Intelligent Transportation Systems (ITS)  

Intelligent Transport Systems (ITS) contribute to all major transport policy objectives. ​

  • Safe roads and safe driving: ITS play an important role in preventing accidents mitigating their impacts. ITS also helps to implement ambitious policy objectives set by national governments and supra-national bodies. ​
  • Delivering road sustainability: Many ITS applications work to either optimize the available supply of road infrastructure or reducing demand for it. The result of ITS technology is an efficient and reliable road transport network with a minimized effect on the environment. ​
  • Data collection: ITS can capture a range of roadway information. I.e. number of vehicles passing and their average speeds to weather conditions.  ITS technology can even follow the positioning of vehicles through mobile tracking or satellite systems. ​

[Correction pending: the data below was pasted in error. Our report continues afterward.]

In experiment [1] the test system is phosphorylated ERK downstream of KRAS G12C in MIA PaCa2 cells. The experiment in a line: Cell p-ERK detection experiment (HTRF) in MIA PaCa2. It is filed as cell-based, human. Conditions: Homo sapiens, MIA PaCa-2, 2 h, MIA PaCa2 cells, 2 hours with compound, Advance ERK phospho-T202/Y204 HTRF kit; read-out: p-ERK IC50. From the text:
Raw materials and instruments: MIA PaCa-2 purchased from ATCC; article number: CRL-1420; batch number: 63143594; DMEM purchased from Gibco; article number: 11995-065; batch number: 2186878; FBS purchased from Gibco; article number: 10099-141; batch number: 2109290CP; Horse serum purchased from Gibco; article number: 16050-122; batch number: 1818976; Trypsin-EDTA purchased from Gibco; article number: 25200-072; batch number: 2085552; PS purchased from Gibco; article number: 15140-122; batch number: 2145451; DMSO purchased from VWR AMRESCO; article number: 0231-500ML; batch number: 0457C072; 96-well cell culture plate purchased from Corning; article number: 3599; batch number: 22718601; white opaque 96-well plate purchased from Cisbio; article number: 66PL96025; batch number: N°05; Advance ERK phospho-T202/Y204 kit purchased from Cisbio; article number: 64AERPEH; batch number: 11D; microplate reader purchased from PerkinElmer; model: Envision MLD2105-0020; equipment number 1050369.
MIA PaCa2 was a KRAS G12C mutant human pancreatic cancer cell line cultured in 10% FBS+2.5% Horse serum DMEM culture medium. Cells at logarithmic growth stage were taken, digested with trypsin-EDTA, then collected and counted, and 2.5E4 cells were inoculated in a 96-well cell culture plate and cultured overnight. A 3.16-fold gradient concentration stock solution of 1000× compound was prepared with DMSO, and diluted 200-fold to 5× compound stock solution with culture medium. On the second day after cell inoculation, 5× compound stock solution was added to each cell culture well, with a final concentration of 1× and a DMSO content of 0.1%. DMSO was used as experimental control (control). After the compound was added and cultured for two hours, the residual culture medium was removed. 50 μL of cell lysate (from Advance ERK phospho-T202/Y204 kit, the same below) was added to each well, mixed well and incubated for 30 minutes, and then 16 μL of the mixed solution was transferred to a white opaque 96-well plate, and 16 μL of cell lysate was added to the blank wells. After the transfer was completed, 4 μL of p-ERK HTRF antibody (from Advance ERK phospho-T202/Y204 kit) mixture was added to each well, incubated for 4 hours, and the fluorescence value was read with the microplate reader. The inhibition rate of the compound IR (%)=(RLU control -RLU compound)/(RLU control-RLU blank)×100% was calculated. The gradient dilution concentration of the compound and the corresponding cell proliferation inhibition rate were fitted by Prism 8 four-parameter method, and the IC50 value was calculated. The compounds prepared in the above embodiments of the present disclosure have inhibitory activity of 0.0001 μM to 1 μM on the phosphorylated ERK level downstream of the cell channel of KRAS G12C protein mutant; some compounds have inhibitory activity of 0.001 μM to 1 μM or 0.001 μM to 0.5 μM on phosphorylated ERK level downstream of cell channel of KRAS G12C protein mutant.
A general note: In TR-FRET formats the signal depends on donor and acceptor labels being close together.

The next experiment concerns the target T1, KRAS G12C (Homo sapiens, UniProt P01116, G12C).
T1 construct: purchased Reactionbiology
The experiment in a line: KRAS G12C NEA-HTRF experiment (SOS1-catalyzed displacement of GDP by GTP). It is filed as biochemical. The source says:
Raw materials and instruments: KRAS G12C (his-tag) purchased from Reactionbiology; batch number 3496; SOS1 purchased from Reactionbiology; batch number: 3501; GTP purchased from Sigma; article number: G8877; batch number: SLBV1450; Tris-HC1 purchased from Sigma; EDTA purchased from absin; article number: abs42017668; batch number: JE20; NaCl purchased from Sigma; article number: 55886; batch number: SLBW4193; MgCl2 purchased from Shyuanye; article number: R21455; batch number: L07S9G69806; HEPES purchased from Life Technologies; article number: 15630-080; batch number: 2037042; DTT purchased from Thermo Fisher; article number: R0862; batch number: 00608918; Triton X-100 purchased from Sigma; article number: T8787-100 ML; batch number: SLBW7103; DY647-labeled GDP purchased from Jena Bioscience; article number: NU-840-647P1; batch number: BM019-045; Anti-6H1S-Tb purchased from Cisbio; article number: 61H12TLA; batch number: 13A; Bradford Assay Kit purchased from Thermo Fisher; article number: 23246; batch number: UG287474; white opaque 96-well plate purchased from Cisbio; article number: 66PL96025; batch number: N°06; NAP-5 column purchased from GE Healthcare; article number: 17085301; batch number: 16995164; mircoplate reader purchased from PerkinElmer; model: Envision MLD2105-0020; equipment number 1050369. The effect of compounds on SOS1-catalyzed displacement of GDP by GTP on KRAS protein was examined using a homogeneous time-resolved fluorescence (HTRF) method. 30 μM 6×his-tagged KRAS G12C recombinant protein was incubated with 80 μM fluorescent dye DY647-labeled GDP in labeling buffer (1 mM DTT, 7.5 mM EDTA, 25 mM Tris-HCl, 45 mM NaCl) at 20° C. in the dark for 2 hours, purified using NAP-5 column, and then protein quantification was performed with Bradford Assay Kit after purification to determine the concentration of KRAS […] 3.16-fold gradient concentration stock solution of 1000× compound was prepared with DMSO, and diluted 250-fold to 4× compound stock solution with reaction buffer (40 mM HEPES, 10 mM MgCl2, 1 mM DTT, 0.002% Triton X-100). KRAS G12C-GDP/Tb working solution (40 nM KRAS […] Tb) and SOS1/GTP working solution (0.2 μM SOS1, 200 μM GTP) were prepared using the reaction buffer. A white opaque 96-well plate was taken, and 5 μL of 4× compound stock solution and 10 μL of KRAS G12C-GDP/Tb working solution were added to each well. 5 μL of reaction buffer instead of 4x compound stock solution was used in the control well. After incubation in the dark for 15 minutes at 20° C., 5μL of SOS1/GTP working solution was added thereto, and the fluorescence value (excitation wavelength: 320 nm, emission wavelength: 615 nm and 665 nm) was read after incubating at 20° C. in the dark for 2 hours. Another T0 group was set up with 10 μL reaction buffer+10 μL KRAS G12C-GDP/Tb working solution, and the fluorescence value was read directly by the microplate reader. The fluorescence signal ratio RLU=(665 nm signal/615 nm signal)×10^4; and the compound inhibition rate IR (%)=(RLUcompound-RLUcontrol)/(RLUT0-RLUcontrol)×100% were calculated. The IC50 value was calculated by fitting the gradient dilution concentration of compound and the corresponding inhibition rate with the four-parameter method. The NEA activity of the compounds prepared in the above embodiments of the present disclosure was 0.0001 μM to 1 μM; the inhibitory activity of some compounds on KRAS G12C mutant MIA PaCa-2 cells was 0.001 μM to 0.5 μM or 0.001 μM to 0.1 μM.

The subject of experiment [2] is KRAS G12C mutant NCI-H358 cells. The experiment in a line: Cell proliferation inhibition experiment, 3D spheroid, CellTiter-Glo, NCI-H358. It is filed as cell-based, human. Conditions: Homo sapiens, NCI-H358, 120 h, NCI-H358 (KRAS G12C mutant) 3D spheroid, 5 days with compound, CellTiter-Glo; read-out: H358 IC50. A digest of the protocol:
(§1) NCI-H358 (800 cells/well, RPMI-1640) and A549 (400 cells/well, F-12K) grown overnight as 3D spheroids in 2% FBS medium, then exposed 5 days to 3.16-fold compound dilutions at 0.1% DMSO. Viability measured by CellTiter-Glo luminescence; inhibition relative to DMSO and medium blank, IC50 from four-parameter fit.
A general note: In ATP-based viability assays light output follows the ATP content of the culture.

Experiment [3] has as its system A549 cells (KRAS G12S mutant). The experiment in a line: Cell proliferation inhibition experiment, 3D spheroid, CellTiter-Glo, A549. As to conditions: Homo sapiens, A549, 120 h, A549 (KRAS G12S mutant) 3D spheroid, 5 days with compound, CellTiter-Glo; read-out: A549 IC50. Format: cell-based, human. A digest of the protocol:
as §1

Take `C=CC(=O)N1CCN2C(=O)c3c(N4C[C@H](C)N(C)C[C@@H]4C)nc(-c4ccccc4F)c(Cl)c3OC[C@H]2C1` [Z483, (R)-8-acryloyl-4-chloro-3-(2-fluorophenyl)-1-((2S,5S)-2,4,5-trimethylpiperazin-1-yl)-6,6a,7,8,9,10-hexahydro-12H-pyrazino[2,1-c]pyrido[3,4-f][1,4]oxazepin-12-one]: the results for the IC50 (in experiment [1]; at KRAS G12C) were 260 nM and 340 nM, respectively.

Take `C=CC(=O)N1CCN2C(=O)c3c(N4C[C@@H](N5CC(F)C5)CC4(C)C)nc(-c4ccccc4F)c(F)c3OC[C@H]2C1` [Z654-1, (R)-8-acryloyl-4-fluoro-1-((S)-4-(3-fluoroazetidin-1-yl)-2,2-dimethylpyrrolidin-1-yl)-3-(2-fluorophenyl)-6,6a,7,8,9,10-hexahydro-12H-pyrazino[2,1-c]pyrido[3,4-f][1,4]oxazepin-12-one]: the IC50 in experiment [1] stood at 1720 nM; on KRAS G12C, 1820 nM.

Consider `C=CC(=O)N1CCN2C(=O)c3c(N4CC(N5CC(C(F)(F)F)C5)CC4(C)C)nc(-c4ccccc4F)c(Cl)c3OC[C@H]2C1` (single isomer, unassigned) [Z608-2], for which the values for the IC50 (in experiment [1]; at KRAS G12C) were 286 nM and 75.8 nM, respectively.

• Data transfer, processing and analysis: ITS can communicate the data to central units where it’s transformed into information used to determine future actions. ​
  • Informed decision-making: Processed data can then be applied in numerous ways to ensure the efficient operation of road networks. I.E, road operator can use ITS data for highway management, road user can use data to update their traffic route.  ​
  • IRF believes that road managers have a cost-efficient tool to save lives, reducing emissions, increase the reliability of road travel. ​
  • IRF strongly supports the implementation of ITS in order to make better roads for a better world. ​